Naoki Urasawa’s Monster was the series that got him on my radar when I learned (10 years ago) that Guillermo Del Toro was trying to get a live-action adaptation of the series made for HBO (which ultimately fell through). That was enough to get me to hunt down the manga and slowly, over time, read it through my local library system (impacted by books falling out of and then back into print). Well, at long last, I’ve finished reading it.Continue reading “Manga Review: Naoki Urasawa’s Monster”
It is time for another review of a book that I’ve read for the Sword & Laser Book Club Podcast – in this case, Aurora Rising, by Alastair Reynolds (previously released as The Prefect) – currently my first step into his Chasm City/Revelation Space setting.Continue reading “Aurora Rising: Book Review”
Alfred Hitchcock’s classic film North by Northwest is an iconic film, that most people know of for at least one sequence – the cropduster scene in the middle of the film – with the assumption that this is a tense thriller. It is, but it’s also a little more comedic than you’d think. Continue reading “Film Review: North by Northwest”
God Told Me To is an interesting exploitation film. On the one hand, it’s a pretty clear-cut science fiction film on a lot of levels, but on another hand, it has some interesting concepts it plays with with societal paranoia and copycat crimes that gives it a bit of depth. Continue reading “Film Review: God Told Me To (1976)”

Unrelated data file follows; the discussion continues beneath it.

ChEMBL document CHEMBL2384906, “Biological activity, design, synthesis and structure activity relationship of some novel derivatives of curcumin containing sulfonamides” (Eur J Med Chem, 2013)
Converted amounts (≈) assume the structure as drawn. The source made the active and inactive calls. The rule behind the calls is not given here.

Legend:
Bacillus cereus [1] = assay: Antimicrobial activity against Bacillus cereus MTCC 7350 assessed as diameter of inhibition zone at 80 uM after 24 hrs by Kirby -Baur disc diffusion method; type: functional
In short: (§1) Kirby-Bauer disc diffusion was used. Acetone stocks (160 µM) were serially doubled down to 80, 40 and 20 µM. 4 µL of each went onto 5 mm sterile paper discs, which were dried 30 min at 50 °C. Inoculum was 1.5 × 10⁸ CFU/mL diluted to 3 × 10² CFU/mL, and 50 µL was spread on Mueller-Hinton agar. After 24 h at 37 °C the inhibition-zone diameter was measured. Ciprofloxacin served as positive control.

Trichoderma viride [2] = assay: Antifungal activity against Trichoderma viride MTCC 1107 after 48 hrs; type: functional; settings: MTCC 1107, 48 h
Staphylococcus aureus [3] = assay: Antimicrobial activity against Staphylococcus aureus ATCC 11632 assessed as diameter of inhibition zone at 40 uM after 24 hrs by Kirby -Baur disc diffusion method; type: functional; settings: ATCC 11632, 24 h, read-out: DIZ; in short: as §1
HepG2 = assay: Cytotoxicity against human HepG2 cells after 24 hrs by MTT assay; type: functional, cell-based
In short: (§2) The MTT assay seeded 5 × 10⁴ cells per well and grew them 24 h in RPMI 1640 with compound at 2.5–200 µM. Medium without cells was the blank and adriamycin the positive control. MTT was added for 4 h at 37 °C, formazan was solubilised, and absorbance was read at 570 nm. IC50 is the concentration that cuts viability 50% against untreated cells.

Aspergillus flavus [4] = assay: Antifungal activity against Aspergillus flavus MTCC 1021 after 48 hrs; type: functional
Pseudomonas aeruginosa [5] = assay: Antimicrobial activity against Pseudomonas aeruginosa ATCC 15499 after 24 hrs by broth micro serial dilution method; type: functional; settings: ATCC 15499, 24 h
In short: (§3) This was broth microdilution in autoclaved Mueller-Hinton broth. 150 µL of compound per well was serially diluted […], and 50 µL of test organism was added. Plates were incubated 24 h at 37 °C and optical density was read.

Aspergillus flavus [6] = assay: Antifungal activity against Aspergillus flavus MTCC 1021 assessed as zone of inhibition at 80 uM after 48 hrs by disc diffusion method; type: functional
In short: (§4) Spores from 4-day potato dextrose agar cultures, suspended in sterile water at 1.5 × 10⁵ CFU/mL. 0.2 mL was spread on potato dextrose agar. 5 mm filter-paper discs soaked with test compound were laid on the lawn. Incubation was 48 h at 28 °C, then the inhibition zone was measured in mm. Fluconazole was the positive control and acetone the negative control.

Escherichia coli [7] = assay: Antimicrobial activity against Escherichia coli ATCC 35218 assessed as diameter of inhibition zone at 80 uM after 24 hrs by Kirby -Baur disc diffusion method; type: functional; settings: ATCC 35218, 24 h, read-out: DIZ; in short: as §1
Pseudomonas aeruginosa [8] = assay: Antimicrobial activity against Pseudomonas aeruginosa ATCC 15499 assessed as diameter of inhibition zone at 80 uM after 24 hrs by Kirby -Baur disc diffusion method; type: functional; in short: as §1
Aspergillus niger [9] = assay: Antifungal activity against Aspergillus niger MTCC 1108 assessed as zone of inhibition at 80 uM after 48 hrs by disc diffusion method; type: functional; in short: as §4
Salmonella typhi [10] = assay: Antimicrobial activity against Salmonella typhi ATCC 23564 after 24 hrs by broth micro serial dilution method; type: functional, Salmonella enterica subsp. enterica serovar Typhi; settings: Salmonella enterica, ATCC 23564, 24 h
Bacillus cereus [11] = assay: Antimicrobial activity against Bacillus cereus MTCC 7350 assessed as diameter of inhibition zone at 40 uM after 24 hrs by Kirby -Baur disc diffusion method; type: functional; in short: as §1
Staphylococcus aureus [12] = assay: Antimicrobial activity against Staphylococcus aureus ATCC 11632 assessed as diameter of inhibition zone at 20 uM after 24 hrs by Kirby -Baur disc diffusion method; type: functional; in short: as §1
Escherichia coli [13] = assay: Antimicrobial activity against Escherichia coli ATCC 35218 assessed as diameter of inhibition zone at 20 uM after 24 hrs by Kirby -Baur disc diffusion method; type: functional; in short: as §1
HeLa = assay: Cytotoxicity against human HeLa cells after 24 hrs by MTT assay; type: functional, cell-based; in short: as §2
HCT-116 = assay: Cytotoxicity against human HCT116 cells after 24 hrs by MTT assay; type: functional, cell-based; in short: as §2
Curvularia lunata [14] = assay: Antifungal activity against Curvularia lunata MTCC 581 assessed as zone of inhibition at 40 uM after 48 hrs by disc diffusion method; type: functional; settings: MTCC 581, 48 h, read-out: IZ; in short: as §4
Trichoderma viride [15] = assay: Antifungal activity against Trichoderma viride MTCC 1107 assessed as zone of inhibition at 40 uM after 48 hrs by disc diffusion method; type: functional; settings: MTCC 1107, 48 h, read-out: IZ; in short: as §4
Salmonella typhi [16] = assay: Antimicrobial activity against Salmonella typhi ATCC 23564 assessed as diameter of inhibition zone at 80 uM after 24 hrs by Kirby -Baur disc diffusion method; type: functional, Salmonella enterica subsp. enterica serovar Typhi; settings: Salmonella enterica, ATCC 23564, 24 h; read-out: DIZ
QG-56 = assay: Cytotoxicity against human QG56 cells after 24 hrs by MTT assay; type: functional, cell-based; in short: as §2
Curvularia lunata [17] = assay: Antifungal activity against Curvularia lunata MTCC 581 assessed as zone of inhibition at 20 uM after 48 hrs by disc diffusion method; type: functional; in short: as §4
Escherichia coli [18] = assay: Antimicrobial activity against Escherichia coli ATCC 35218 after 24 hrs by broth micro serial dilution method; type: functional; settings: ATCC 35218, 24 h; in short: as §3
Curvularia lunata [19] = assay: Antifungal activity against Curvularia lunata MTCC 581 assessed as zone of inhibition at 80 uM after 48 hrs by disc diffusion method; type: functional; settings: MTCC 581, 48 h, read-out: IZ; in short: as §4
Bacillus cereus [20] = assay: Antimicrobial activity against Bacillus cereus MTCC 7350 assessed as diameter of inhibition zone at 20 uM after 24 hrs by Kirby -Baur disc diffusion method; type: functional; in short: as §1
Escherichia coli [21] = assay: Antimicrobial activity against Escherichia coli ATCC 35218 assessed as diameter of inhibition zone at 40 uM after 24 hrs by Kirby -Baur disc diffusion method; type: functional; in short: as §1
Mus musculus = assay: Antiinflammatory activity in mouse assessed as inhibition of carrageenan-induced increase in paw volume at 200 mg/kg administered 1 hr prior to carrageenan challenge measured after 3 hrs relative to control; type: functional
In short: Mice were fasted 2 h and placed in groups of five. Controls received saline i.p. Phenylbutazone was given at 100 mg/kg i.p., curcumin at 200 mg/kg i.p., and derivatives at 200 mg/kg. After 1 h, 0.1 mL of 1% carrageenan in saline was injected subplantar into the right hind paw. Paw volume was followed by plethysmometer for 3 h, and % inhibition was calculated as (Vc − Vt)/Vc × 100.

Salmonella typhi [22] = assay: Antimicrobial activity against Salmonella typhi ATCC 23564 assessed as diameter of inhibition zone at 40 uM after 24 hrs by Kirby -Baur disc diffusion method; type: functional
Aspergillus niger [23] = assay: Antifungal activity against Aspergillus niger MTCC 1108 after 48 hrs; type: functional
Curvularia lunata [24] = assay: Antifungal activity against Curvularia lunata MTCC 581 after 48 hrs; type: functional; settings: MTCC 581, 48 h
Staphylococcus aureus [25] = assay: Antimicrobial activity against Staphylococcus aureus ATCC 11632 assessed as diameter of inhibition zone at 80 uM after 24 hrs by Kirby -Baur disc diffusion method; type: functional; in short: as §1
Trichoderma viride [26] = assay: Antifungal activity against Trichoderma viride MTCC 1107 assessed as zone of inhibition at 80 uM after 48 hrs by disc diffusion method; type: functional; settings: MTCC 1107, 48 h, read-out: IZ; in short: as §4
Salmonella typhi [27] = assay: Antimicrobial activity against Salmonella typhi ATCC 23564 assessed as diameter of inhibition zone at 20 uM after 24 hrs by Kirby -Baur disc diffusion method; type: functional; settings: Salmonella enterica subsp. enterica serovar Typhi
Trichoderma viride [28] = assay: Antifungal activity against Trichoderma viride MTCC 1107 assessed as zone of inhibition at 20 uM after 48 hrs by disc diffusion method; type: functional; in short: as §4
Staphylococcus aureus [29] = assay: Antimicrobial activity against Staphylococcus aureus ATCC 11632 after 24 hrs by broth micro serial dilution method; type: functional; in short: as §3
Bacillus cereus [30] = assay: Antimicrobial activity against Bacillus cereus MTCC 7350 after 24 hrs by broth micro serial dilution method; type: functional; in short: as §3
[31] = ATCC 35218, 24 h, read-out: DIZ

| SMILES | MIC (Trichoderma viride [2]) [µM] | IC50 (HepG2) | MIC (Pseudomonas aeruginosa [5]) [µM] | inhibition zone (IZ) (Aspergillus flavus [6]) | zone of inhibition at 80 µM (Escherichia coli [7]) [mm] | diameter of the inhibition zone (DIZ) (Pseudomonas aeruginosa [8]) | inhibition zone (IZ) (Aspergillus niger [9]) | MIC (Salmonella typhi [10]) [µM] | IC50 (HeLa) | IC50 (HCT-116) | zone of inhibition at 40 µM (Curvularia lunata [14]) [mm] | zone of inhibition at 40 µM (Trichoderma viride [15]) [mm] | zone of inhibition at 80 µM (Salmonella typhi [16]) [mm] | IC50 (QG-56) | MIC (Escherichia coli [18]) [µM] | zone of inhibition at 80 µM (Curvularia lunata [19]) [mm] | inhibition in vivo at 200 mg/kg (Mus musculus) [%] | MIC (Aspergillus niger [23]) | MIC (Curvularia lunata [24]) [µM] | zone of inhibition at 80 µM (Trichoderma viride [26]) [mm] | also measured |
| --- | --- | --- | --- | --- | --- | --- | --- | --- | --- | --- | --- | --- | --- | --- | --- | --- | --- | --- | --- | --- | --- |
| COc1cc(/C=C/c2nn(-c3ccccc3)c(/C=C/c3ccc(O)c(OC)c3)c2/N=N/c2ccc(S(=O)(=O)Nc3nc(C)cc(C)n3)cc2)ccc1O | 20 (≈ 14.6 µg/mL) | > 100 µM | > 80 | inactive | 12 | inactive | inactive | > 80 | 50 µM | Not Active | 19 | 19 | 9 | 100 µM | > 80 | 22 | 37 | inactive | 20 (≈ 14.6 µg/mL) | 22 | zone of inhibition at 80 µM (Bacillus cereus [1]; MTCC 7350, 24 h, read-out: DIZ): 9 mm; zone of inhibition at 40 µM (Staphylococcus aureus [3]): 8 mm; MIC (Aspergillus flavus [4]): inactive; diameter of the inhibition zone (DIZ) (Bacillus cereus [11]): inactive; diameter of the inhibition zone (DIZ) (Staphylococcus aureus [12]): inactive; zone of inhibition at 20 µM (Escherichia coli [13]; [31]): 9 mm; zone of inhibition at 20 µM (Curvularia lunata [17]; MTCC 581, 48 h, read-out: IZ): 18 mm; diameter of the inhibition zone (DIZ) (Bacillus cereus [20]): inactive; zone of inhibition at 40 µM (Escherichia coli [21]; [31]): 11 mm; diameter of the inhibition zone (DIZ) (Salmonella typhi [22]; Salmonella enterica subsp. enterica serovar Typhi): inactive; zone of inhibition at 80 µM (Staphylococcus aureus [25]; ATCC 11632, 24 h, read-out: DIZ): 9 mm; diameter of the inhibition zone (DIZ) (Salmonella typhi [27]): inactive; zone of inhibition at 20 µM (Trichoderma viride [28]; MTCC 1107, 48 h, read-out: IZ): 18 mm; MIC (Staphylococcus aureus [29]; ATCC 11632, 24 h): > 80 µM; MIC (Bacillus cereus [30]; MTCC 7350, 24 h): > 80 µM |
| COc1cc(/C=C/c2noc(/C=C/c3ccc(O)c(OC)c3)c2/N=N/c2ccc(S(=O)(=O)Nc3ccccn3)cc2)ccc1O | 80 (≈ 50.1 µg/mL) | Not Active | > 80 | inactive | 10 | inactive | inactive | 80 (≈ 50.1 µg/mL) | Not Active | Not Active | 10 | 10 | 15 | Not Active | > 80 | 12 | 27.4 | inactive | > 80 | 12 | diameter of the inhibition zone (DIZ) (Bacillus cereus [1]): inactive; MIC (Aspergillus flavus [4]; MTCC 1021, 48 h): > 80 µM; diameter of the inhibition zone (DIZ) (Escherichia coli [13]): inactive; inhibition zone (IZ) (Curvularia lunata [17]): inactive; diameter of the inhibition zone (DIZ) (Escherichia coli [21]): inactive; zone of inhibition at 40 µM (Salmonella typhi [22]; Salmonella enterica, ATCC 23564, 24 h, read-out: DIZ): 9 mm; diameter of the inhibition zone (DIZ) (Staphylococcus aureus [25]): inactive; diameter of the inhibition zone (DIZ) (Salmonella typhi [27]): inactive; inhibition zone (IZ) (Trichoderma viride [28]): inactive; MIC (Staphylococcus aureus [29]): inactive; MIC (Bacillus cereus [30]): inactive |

Inglorious Basterds is a film that is not, in spite of its marketing, its posters, and its trailers, an action film. It’s a thriller. It’s a film that moves from incredibly tense dialog scene to tense dialog scene the way that John Woo goes from gunfight to gunfight. Continue reading “Movie Review: Inglorious Basterds”
Well, I’ve just finished reading Charles Stross’s espionage horror book The Atrocity Archive, which contains both the titular book, as well as a semi-short story sequel, “The Concrete Jungle”. Overall, the book is a very enjoyable work of fiction for those interested in semi-Lovecraftian horror, dark bureaucratic comedy, and/or espionage fiction.